No excuses for athlete going blind and deaf

Rebecca Alexander, a 36-year-old New Yorker, is beautiful inside and out.

She’s also a powerhouse.

“Pick up your speed! Fifteen seconds! All you got! Go for it!” she yells from the saddle of her spin bike at the Mandel JCC in Beachwood.

She is an extreme athlete who has climbed Mount Kilimanjaro.

Most would never know that she is progressively going blind and deaf. It will inevitably get worse as she gets older.

It’s a rare genetic mutation called Usher Syndrome Type III.

There’s no treatment, no cure and no excuses.

“I think of my life much more from the perspective of what CAN I do,” said Alexander.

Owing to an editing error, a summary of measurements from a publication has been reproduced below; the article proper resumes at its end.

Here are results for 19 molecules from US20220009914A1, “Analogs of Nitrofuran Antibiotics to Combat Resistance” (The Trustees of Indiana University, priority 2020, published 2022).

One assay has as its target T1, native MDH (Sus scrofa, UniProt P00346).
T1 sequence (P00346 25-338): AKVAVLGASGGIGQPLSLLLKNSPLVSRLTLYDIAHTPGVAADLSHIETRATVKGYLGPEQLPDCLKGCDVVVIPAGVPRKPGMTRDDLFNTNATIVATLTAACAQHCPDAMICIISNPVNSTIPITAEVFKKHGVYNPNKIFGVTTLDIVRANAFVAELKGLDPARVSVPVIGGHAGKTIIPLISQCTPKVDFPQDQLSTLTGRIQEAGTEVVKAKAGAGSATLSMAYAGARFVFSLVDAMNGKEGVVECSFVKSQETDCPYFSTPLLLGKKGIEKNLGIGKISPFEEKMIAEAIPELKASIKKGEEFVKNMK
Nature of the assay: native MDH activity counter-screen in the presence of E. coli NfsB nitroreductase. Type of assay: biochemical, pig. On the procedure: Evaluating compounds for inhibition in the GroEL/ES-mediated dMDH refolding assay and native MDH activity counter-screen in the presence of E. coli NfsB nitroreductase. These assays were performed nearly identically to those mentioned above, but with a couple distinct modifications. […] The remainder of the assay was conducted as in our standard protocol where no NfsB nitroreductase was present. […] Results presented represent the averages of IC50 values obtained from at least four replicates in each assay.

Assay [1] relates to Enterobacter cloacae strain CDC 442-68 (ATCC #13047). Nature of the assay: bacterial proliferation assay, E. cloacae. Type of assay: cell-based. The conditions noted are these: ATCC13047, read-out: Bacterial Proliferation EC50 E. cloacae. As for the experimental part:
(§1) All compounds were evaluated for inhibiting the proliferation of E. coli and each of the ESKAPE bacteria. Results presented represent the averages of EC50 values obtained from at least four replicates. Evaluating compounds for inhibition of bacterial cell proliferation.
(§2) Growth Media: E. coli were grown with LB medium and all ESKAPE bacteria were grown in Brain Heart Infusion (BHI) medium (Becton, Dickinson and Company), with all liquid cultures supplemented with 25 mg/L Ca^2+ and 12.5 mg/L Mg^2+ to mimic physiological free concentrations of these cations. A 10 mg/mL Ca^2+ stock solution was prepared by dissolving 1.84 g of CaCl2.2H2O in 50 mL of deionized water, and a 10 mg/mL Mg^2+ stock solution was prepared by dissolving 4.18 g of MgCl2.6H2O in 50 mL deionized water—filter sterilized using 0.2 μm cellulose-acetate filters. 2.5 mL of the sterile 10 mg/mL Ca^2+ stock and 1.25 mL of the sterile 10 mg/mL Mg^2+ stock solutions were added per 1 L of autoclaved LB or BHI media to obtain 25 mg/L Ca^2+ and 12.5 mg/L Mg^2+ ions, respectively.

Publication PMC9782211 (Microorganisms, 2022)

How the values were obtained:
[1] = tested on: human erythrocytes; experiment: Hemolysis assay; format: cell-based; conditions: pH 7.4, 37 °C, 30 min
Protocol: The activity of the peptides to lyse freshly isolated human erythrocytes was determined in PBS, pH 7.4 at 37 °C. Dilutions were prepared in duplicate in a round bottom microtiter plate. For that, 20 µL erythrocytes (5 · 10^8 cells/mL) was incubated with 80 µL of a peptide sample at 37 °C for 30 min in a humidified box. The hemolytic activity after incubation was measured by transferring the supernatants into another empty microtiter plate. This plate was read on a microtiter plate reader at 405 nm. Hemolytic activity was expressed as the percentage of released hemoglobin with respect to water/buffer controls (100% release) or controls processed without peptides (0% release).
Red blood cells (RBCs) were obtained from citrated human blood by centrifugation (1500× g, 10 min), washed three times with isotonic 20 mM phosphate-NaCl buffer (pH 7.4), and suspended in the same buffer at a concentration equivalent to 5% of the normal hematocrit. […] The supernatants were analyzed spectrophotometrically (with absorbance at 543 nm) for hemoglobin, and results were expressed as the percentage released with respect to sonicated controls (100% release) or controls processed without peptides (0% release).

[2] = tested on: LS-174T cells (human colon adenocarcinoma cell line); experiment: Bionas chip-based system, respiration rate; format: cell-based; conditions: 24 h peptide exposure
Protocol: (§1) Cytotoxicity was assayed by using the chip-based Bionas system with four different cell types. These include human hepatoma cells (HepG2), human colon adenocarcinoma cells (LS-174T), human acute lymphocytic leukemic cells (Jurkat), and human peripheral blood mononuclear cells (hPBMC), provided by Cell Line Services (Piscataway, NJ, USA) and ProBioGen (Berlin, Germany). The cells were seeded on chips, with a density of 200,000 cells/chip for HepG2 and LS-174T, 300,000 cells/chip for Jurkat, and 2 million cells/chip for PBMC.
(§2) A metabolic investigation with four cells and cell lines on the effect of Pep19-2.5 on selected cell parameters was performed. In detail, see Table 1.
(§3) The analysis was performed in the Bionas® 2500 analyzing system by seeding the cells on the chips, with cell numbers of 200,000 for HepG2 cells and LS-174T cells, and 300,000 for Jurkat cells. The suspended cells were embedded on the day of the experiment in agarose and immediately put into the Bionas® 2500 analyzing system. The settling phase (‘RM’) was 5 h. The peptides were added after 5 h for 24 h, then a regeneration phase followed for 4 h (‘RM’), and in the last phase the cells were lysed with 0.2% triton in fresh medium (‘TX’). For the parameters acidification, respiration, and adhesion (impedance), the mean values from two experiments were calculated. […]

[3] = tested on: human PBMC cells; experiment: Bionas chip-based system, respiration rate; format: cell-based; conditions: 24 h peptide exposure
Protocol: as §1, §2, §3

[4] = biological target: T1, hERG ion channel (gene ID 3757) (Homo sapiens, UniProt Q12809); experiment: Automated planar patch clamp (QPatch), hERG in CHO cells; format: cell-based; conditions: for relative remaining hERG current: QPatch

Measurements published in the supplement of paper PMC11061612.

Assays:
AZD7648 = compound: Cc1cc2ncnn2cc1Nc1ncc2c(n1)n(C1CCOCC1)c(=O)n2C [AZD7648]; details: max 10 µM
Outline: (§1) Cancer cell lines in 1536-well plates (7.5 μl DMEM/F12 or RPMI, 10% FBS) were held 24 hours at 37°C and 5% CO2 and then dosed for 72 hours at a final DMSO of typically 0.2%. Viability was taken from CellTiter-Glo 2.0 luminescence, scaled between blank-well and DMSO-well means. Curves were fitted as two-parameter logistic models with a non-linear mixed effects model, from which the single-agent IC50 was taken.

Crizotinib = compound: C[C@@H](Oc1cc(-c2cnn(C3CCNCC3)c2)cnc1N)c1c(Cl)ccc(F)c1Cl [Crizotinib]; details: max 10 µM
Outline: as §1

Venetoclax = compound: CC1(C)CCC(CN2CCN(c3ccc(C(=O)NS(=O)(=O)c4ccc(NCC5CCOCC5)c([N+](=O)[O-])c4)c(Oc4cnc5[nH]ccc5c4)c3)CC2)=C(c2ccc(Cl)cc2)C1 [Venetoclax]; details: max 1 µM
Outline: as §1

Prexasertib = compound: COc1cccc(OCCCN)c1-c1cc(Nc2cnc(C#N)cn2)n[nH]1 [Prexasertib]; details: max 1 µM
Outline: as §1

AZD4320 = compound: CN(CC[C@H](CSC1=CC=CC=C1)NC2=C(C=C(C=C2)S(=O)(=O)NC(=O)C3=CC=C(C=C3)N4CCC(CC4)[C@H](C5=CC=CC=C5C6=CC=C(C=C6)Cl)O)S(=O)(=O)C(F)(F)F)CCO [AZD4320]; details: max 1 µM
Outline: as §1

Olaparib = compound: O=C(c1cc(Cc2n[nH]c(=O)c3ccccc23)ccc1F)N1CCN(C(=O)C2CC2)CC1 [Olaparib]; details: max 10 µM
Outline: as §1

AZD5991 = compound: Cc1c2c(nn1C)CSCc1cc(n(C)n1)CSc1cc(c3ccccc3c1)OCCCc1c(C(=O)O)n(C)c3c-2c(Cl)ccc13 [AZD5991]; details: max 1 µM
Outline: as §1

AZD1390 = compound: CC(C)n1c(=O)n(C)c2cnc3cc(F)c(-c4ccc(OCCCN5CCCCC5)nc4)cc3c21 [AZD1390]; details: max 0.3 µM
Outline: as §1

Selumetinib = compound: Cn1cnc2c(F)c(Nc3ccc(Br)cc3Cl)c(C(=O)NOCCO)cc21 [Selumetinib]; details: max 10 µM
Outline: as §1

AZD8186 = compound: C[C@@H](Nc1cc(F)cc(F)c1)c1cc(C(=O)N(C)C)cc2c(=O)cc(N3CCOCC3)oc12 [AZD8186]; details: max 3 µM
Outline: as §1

She’s constantly fine-tuning her body into a well-oiled workout machine.

“When you have two senses that you are losing that are completely out of your control, one of the things you can control is the rest of your body,” said Alexander. “You know, I’m 36 years old. I was told, by the time I was 30, I’d be completely blind, so to have 10 degrees of vision when most people have 180 degrees is a blessing,” said Alexander.

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